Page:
Not too bad, actually. Just a couple of variables that are only seen once, easy enough to fix by giving them a my declaration. Though, in this case, it looks like enabling warnings turns up some unused code. While donename is actually keeping track of what names we’ve seen, so far, and it’s one of several idiomatic ways to build an array of unique values, the uname variable seems to have no purpose. So I’m going to kill that whole line rather than declare it.

Next up in our “low-hanging fruit” exercise is enabling use strict. Turns out this is quite a lot more intimidating:

$ perl -c oschooser.pl
Global symbol "$oslist" requires explicit package name at oschooser.pl line 15.
Global symbol "$out" requires explicit package name at oschooser.pl line 15.
Global symbol "$auto" requires explicit package name at oschooser.pl line 15.
Global symbol "$oslist" requires explicit package name at oschooser.pl line 16.
Global symbol "$oslist" requires explicit package name at oschooser.pl line 16.
Global symbol "@list" requires explicit package name at oschooser.pl line 20.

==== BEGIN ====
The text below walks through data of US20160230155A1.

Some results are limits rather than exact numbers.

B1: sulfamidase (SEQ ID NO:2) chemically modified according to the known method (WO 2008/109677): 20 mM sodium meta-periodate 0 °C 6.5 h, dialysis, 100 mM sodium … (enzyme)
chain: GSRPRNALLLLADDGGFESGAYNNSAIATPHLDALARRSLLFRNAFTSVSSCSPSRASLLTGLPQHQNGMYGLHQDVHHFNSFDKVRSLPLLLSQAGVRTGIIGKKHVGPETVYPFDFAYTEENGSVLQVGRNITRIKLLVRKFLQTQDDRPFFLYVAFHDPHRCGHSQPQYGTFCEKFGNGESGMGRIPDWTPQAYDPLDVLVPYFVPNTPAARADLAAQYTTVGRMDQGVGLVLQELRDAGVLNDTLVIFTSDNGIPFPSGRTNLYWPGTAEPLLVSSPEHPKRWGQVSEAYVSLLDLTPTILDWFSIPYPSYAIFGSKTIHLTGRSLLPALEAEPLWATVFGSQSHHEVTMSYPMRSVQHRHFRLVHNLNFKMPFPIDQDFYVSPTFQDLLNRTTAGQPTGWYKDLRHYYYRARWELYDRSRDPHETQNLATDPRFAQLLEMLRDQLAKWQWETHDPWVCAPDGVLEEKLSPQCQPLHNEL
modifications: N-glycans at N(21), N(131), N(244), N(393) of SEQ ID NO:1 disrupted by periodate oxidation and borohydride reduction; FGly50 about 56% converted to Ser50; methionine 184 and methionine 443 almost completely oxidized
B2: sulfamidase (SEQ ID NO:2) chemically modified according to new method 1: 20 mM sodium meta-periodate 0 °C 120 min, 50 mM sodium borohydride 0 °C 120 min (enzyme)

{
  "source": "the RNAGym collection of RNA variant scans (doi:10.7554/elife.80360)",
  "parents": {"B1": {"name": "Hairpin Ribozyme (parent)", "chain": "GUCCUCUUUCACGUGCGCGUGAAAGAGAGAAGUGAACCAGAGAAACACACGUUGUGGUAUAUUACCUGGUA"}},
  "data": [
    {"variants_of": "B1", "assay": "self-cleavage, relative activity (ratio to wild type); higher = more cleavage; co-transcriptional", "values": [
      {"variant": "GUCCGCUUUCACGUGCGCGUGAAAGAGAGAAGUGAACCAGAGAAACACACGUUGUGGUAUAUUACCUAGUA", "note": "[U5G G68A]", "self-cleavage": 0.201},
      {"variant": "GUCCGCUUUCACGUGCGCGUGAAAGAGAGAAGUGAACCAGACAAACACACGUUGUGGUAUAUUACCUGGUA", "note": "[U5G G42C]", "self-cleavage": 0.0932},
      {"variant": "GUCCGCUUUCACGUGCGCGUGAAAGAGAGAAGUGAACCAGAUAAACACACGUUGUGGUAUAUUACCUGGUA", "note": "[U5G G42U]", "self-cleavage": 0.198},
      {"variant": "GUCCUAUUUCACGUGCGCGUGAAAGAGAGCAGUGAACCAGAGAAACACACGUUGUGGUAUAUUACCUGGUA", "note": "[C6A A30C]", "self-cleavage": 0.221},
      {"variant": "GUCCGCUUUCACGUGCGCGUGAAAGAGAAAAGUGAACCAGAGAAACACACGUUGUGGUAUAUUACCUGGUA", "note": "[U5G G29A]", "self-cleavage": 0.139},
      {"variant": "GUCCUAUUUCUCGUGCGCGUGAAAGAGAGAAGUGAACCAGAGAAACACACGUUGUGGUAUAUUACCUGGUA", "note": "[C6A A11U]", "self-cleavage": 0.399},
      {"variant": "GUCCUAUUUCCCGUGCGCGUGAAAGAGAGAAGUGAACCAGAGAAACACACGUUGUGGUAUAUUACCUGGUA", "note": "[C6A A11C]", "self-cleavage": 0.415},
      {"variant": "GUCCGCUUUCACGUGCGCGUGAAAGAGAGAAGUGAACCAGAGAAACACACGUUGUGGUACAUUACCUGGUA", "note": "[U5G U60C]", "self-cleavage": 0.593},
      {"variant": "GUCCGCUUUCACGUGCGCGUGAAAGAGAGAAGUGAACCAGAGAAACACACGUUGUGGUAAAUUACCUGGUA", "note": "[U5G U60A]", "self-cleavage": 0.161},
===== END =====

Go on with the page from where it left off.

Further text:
Global symbol "@names" requires explicit package name at oschooser.pl line 21.
Global symbol "%names_to_real" requires explicit package name at oschooser.pl line 22.
Global symbol "$auto" requires explicit package name at oschooser.pl line 27.
Global symbol "$etc_issue" requires explicit package name at oschooser.pl line 30.
Global symbol "$etc_issue" requires explicit package name at oschooser.pl line 33.
Global symbol "$o" requires explicit package name at oschooser.pl line 36.
Global symbol "@list" requires explicit package name at oschooser.pl line 36.
Global symbol "$o" requires explicit package name at oschooser.pl line 37.
Global symbol "$o" requires explicit package name at oschooser.pl line 37.
Global symbol "$ver" requires explicit package name at oschooser.pl line 39.
Global symbol "$o" requires explicit package name at oschooser.pl line 39.
Global symbol "$ver" requires explicit package name at oschooser.pl line 40.
Global symbol "$ver" requires explicit package name at oschooser.pl line 41.
Global symbol "$o" requires explicit package name at oschooser.pl line 41.
Global symbol "$ver" requires explicit package name at oschooser.pl line 41.
Global symbol "$ver" requires explicit package name at oschooser.pl line 43.
Global symbol "$ver" requires explicit package name at oschooser.pl line 44.
Global symbol "$o" requires explicit package name at oschooser.pl line 44.